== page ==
Timothy Paul Keenan, Plaintiff-appellant, v. J. Collard, Defendant-appellee, 12 F.3d 212 (6th Cir. 1993)

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US Court of Appeals for the Sixth Circuit - 12 F.3d 212 (6th Cir. 1993) Dec. 2, 1993

E.D. Mich., No. 93-71538; Anna Diggs Taylor, J.

E.D. Mich.

AFFIRMED.

Before: KEITH and NORRIS, Circuit Judges, and ENGEL, Senior Circuit Judge.


ORDER

Timothy Paul Keenan, a Michigan state prisoner proceeding without benefit of counsel, appeals a district court order denying his motion for in forma pauperis status. This case has been referred to a panel of the court pursuant to Rule 9(a), Rules of the Sixth Circuit. Upon examination, this panel unanimously agrees that oral argument is not needed. Fed. R. App. P. 34(a).

Plaintiff submitted a complaint under 42 U.S.C. § 1983 and a motion to proceed in forma pauperis. The district court concluded that plaintiff enjoyed a spendable balance of $233.40 in his prison account and that he had not, therefore, established indigence. On appeal, plaintiff argues that the district court failed to follow the principle that a litigant need not demonstrate complete destitution in order to be entitled to in forma pauperis status. Plaintiff contends that the district court should have only ordered a partial payment and that an order requiring him to pay the full amount effectively denies him meaningful access to the courts.

Upon review, we conclude that the district court did not abuse its discretion. See Phipps v. King, 866 F.2d 824, 825 (6th Cir. 1988). The right to proceed in forma pauperis under Sec. 1915, Title 28, U.S. Code, is not an unqualified one. The statute provides that the court "may authorize" the commencement or prosecution of a suit without prepayment of fees. See Loum v. Underwood, 262 F.2d 866, 867 (6th Cir. 1959) (per curiam).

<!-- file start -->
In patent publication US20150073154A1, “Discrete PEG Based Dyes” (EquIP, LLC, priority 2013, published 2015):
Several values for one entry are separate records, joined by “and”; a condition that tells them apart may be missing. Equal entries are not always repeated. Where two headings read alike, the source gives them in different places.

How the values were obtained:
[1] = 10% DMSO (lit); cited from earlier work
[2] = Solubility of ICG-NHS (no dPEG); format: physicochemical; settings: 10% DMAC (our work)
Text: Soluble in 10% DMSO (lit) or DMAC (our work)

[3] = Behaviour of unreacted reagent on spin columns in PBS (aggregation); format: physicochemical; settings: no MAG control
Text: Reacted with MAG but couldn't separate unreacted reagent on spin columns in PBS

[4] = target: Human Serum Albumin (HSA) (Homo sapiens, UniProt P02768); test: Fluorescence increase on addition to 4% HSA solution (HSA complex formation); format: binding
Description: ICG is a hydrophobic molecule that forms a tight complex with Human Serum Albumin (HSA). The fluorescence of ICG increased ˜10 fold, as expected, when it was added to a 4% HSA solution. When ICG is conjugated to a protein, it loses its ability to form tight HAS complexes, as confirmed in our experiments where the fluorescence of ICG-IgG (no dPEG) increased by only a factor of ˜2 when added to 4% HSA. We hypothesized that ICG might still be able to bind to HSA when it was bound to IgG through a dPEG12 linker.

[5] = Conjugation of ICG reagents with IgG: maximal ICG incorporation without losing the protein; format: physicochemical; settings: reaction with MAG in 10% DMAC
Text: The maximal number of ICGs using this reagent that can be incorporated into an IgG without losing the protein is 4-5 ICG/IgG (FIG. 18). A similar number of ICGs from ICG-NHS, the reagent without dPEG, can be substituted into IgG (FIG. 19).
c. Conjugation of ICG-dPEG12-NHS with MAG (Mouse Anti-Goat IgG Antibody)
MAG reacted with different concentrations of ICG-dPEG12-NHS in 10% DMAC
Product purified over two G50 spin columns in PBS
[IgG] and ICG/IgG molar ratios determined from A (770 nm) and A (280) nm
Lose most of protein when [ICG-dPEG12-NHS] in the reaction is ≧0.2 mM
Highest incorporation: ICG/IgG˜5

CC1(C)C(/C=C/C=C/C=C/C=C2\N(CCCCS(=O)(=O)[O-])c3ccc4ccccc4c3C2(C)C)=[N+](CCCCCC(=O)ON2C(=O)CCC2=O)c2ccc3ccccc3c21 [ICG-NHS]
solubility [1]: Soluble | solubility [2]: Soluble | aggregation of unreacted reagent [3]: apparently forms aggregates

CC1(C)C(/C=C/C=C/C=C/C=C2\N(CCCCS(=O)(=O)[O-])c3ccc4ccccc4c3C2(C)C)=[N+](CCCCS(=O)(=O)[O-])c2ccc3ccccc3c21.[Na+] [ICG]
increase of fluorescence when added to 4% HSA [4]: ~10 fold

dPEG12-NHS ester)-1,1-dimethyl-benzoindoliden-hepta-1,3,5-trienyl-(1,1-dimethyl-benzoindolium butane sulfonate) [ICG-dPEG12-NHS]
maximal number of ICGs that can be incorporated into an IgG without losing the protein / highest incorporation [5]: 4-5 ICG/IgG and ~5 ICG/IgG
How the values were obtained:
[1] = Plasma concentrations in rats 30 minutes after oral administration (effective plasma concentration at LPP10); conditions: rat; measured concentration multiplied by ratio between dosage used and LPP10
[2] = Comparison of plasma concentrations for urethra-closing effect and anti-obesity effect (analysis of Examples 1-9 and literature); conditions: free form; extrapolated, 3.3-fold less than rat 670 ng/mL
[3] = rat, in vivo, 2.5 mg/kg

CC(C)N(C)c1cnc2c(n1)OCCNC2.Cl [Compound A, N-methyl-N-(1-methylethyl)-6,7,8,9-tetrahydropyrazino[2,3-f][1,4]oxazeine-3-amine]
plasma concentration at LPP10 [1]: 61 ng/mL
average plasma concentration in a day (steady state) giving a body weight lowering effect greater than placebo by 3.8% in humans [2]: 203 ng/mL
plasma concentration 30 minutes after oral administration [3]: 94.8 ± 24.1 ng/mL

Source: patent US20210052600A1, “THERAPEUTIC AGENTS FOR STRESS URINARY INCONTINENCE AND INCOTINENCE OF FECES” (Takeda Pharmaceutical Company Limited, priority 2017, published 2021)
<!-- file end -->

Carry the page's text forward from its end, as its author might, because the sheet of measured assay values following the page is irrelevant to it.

The court determined plaintiff's immediately spendable income as $233.40 and found plaintiff's monthly income as $70. The court also reviewed the plaintiff's planned expenditures, including footwear, stamps, litigation supplies, hygiene items and maybe a footlocker. The court held that plaintiff's balance, income and purported future expenditures did not result in plaintiff's indigency for the purposes of in forma pauperis status.

In his appellate brief, plaintiff alleges that the denial of in forma pauperis status made him choose between abandoning a potentially meritorious claim or foregoing the necessities of life. See Adkins v. E.I. DuPont de Nemours & Co., 335 U.S. 331, 339 (1948). However, plaintiff did not challenge the court's factual findings with respect to the amount of his balance, income or future expenses. Instead, he challenges the amount he has to pay to file his complaint.

Although plaintiff asserts, without offering any supporting factual allegations, that requiring him to pay a filing fee "is contrary" to meaningful access to the courts, the issue in the immediate case remains whether plaintiff is indigent. In light of the unchallenged facts with respect to plaintiff's balance, monthly income and future expenses, and in light of an inmate's unique status of being assured the basic necessities of life at the state's expense, see In re Williamson, 786 F.2d 1336, 1339 (8th Cir. 1986), we conclude that the district court did not abuse its discretion.

Accordingly, the order of the district court is hereby affirmed pursuant to Rule 9(b) (3), Rules of the Sixth Circuit.